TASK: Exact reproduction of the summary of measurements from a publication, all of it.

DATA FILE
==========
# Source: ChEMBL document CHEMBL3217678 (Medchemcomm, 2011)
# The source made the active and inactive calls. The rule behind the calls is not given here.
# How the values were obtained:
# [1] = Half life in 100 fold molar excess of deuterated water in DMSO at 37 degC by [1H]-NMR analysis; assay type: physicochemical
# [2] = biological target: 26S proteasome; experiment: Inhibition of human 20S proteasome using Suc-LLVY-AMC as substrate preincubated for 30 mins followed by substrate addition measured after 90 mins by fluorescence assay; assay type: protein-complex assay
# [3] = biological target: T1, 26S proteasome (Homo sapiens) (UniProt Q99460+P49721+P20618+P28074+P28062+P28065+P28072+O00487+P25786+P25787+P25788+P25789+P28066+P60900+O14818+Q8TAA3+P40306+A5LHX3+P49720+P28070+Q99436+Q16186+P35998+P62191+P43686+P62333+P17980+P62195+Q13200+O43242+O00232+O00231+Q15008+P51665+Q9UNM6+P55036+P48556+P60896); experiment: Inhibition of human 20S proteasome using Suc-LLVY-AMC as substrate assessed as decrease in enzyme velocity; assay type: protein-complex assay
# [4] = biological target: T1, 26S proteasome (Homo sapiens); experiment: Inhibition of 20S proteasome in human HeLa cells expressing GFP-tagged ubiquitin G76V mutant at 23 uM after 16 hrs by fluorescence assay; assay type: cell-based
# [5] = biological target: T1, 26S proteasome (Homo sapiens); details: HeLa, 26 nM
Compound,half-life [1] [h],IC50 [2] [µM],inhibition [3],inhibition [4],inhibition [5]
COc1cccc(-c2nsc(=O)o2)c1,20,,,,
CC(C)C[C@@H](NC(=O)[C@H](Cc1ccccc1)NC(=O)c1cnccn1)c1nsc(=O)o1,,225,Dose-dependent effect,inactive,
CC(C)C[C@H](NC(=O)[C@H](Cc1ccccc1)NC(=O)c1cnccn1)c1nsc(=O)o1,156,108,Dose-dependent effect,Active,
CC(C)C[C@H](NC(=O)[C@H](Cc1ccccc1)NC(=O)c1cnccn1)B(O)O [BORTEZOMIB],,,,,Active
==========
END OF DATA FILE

# Source: ChEMBL document CHEMBL3217678 (Medchemcomm, 2011)
# The source made the active and inactive calls. The rule behind the calls is not given here.
# How the values were obtained:
# [1] = Half life in 100 fold molar excess of deuterated water in DMSO at 37 degC by [1H]-NMR analysis; assay type: physicochemical
# [2] = biological target: 26S proteasome; experiment: Inhibition of human 20S proteasome using Suc-LLVY-AMC as substrate preincubated for 30 mins followed by substrate addition measured after 90 mins by fluorescence assay; assay type: protein-complex assay
# [3] = biological target: T1, 26S proteasome (Homo sapiens) (UniProt Q99460+P49721+P20618+P28074+P28062+P28065+P28072+O00487+P25786+P25787+P25788+P25789+P28066+P60900+O14818+Q8TAA3+P40306+A5LHX3+P49720+P28070+Q99436+Q16186+P35998+P62191+P43686+P62333+P17980+P62195+Q13200+O43242+O00232+O00231+Q15008+P51665+Q9UNM6+P55036+P48556+P60896); experiment: Inhibition of human 20S proteasome using Suc-LLVY-AMC as substrate assessed as decrease in enzyme velocity; assay type: protein-complex assay
# [4] = biological target: T1, 26S proteasome (Homo sapiens); experiment: Inhibition of 20S proteasome in human HeLa cells expressing GFP-tagged ubiquitin G76V mutant at 23 uM after 16 hrs by fluorescence assay; assay type: cell-based
# [5] = biological target: T1, 26S proteasome (Homo sapiens); details: HeLa, 26 nM
Compound,half-life [1] [h],IC50 [2] [µM],inhibition [3],inhibition [4],inhibition [5]
COc1cccc(-c2nsc(=O)o2)c1,20,,,,
CC(C)C[C@@H](NC(=O)[C@H](Cc1ccccc1)NC(=O)c1cnccn1)c1nsc(=O)o1,,225,Dose-dependent effect,inactive,
CC(C)C[C@H](NC(=O)[C@H](Cc1ccccc1)NC(=O)c1cnccn1)c1nsc(=O)o1,156,108,Dose-dependent effect,Active,
CC(C)C[C@H](NC(=O)[C@H](Cc1ccccc1)NC(=O)c1cnccn1)B(O)O [BORTEZOMIB],,,,,Active